Porlock Weir

Porlock Weir is one of the most beautiful places in England to visit. It is located 1.5 miles from the coastal village of Porlock and is in the heart of Exmoor National Park. It is an exclusive retreat which offers unparalleled peace and tranquility in it's surrounding.  If you are looking for a coastal holiday Cottage as a couple or family as a relaxing rural retreat, then Porlock Weir is perfect for you. Situated on the coastal path which runs all the way to Cornwall, walking from the front door of your cottage spills straight out on to Exmoor National Park. The nearby towns of Minehead and Barnstable are good for shopping and other activities. Both are only a short drive away, which makes the location perfect for a family holiday.

The port of Porlock Weir has a long and colourful history, the majority of the cottages in the area are owned by the blathwayt Estate including the Gibraltar Cottages which have great historical significance. Today's Porlock Weir is a quiet harbour and a thriving community that welcomes many tourists every year, many of whom come to enjoy the pretty scenery, shops, tea rooms, great ale and award winning local cuisine. More picture can be found at Cottages at Porlock Weir.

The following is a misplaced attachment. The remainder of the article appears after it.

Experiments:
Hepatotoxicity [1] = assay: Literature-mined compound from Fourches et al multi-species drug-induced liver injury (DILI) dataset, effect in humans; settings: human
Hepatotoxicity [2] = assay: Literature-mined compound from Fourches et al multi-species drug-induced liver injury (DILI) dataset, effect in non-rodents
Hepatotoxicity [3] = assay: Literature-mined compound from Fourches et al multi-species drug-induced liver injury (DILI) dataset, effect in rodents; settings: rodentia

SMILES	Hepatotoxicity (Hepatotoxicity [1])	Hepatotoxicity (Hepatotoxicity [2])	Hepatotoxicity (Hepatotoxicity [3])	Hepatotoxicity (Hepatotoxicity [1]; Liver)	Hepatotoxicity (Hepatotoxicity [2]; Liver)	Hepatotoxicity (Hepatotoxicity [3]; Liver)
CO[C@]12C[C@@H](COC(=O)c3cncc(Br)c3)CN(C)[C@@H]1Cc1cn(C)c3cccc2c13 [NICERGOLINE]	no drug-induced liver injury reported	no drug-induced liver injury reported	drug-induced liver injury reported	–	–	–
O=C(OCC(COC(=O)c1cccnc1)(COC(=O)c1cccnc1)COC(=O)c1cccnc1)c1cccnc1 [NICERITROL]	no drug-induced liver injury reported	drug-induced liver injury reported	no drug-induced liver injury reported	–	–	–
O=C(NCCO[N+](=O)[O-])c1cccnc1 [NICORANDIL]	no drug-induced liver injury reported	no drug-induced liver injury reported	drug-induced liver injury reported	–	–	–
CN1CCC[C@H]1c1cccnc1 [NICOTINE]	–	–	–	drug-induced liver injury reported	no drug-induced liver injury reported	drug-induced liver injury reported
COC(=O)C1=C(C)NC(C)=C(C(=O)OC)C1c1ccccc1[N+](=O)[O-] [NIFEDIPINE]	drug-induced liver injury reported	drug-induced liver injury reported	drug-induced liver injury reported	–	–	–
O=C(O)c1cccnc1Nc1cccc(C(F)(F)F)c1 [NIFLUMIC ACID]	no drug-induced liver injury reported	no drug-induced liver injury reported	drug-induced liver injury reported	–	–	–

During the summer months, the picturesque harbour is full of colourful boats, but over the years, the port has seen many a dramatic tale of daring and bravery unfold in treacherous storms and the remains of many vessels still lie submerged just off the Porlock Weir point.


Porlock Weir, Minehead, Somerset TA24


On a fine day, the South West Coast Path offers a wonderful opportunity to enjoy the fabulous views across Porlock Weir and the bay. The coastal footpath links up with many other walking trails surrounding Porlock Weir, including Saltmarsh and Culbone, home to the smallest parish church in England.
One of the more unusual attractions at Porlock Weir is the submerged forest. At low tide, the spooky remains of ancient tree trunks arise from the grey clay soil beneath the waves. These desiccated stumps are the last remaining evidence of a forest that, once upon a time, lay five miles inland. The area was once a fertile hunting ground for the Mesolithic people who lived there more than 7,000 years ago and many fossilised bones of wild cattle have been discovered in the area over the years.

Nearby Porlock Ridge and Saltmarsh is a very important and ecologically significant area of marshland. The site is home to many species of birds and is a perfect spot for bird watchers and nature lovers.